In the poem, “Exile”, Julia Alvarez describes a father-daughter relationship in which a father and daughter as well as family, get exiled from their home. The poet uses figurative language to set a serious mood and show us how being exiled is probably the worst thing a family can go through. Having to lie to their own children is bad, but being forced out of their own home isn’t that so well either. Having to departure from their home, gives them a confusing uncertainty about the new.
The first stanza of the poem sets the tone by the author telling her father “The night we fled the country, Papi, You told me we were going to the beach. ” The opening line of the poem emphasizes the father’s words that were said and are clearly remembered by his daughter. It is the very first detail we learn about what the father said to his daughter when they fled the country. The daughter’s reaction afterward was her listening to her dad when the next line says, “Hurried me to get dressed along with the others. This reaction leads to only one to conclusion: did a family get exiled from their country?
Need essay sample on "Exile" ? We will write a custom essay sample specifically for you for only $12.90/page
In the next stanza, it contains figurative language that makes us think of how the father was feeling or speaking to his brothers or in other shoe’s the narrator’s uncles when the sixth line says “Speaking in worried whispers to your brothers. ” I know alliteration being used because of worried and whispers. Mom packing up her children’s bag in the end of the third stanza, the fourth stanza begins with an example of personification. “Hurried bag, allowing one toy apiece”, the author gave the bag an attribution of a personal nature. We readers also can say that the family was in a rush from the thirteenth line.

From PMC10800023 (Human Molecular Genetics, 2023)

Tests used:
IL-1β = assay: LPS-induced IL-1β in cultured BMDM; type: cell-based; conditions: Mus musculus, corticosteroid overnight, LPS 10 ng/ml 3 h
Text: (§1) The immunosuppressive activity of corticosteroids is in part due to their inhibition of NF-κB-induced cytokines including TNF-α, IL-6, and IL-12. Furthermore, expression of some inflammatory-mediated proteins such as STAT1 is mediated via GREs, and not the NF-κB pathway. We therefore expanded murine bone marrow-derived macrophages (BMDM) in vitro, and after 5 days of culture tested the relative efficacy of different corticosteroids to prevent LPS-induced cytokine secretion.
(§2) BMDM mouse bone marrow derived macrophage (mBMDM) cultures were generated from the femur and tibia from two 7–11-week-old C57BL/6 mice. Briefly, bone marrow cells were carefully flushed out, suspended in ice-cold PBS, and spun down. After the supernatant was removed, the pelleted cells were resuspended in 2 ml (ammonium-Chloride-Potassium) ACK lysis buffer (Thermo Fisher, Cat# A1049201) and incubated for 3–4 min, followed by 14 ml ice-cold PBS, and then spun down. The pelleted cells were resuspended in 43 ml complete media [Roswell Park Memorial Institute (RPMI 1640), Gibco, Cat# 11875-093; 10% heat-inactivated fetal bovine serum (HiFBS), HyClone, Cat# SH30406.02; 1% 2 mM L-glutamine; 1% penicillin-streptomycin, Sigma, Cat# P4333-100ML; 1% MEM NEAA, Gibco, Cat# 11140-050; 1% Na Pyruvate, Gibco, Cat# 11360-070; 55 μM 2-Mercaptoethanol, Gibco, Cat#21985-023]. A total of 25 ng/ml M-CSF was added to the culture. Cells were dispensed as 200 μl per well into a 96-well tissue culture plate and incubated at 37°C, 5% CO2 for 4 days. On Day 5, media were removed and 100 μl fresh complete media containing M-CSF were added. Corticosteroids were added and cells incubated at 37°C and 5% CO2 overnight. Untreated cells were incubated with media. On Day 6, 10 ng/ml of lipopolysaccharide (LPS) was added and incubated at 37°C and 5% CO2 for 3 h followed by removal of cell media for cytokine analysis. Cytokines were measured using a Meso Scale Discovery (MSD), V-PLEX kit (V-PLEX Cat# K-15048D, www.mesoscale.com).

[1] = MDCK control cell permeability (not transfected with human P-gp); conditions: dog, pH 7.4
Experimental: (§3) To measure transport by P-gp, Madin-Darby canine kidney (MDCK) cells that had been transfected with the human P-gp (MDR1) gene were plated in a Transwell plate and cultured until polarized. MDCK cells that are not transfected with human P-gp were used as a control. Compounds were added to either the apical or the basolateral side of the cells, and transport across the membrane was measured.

In the second part of the story we know that the mom lies to her daughter by saying “a week at the beach so Papi can get some rest. ” We find out that the family is going on to the open road in a black Ford, sets out on the highway, and are heading toward the coast. They race toward an airport and find themselves waiting till dawn when a plane arrives and then takes them to a new horizon, a city of which they are unfamiliar to the fullest extent of. Mariela Dabbah, could relate to this as if the family felt once they arrived to a new country.
The first time I landed in Las Vegas only a few years ago I thought I had mistakenly taken a Virgin Galactic flight to Mars”, was what she said on an article published for Fox news. In the 22nd line, Alvarez includes Simile and illusion in just one line, “My arms out like Jesus’ on his cross. ” Having to pass family beach house, the author’s sisters were crying because of them turning before it. Mom trying to console her children, she tried telling them there was a better surprise for them. That shows how having to lie because them being exiled, and trying to make something up is an unfortunate thing to go through as a family.
As the family only has a few weeks later into their new city, hand in hand, they stop before a summary display window at Macy’s. They see a family outfitted for a beach. Then the daughter compares and contrasts her father to the father on the display window. The father in display was handsome, slim and sure of himself. She then tells that her father has a thick mustache, a three piece suit, fedora hat, and an accent. In the window’s reflection, Alvarez and her father also see their “too formal” image. Towards the very end, the beginning of last stanza is an example of a metaphor.
Or like, Papi, two swimmers looking down. ” Being exiled is probably the worst thing for a family to go through. Julia Alvarez explained a family’s trouble of being exiled and how they left their homeland in this poem. Alvarez uses many literary elements within the poem to tell the story. The swimming in the poem all throughout was an extended metaphor and to me showed how a little girl had to plunge into the sea, goes away from the land she knows, and into the unknown. That’s something quite to go through at a young age.